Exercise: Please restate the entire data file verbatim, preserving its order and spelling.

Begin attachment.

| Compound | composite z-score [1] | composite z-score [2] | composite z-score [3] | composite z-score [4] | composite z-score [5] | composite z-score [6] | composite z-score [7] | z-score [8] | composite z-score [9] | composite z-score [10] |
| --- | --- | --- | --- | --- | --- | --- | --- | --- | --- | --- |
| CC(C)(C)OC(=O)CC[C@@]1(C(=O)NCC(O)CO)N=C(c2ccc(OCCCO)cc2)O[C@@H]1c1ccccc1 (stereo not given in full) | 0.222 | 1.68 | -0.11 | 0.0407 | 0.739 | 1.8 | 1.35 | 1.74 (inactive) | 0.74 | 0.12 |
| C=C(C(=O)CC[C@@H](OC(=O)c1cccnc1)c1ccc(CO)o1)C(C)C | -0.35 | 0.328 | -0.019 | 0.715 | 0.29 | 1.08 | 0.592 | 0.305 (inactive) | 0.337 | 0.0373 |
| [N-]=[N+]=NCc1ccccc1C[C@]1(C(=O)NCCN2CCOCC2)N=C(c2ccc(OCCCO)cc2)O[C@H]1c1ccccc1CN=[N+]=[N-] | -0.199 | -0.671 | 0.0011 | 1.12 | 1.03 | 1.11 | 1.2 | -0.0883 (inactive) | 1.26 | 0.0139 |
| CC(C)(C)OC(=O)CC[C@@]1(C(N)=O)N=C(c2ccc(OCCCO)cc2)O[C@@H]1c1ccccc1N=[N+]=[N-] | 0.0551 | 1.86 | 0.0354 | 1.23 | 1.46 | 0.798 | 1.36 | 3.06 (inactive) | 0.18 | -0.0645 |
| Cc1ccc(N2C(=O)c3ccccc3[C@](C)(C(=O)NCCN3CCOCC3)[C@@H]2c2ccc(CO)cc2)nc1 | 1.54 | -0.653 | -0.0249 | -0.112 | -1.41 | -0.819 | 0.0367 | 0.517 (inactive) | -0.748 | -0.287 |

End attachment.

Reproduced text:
| Compound | composite z-score [1] | composite z-score [2] | composite z-score [3] | composite z-score [4] | composite z-score [5] | composite z-score [6] | composite z-score [7] | z-score [8] | composite z-score [9] | composite z-score [10] |
| --- | --- | --- | --- | --- | --- | --- | --- | --- | --- | --- |
| CC(C)(C)OC(=O)CC[C@@]1(C(=O)NCC(O)CO)N=C(c2ccc(OCCCO)cc2)O[C@@H]1c1ccccc1 (stereo not given in full) | 0.222 | 1.68 | -0.11 | 0.0407 | 0.739 | 1.8 | 1.35 | 1.74 (inactive) | 0.74 | 0.12 |
| C=C(C(=O)CC[C@@H](OC(=O)c1cccnc1)c1ccc(CO)o1)C(C)C | -0.35 | 0.328 | -0.019 | 0.715 | 0.29 | 1.08 | 0.592 | 0.305 (inactive) | 0.337 | 0.0373 |
| [N-]=[N+]=NCc1ccccc1C[C@]1(C(=O)NCCN2CCOCC2)N=C(c2ccc(OCCCO)cc2)O[C@H]1c1ccccc1CN=[N+]=[N-] | -0.199 | -0.671 | 0.0011 | 1.12 | 1.03 | 1.11 | 1.2 | -0.0883 (inactive) | 1.26 | 0.0139 |
| CC(C)(C)OC(=O)CC[C@@]1(C(N)=O)N=C(c2ccc(OCCCO)cc2)O[C@@H]1c1ccccc1N=[N+]=[N-] | 0.0551 | 1.86 | 0.0354 | 1.23 | 1.46 | 0.798 | 1.36 | 3.06 (inactive) | 0.18 | -0.0645 |
| Cc1ccc(N2C(=O)c3ccccc3[C@](C)(C(=O)NCCN3CCOCC3)[C@@H]2c2ccc(CO)cc2)nc1 | 1.54 | -0.653 | -0.0249 | -0.112 | -1.41 | -0.819 | 0.0367 | 0.517 (inactive) | -0.748 | -0.287 |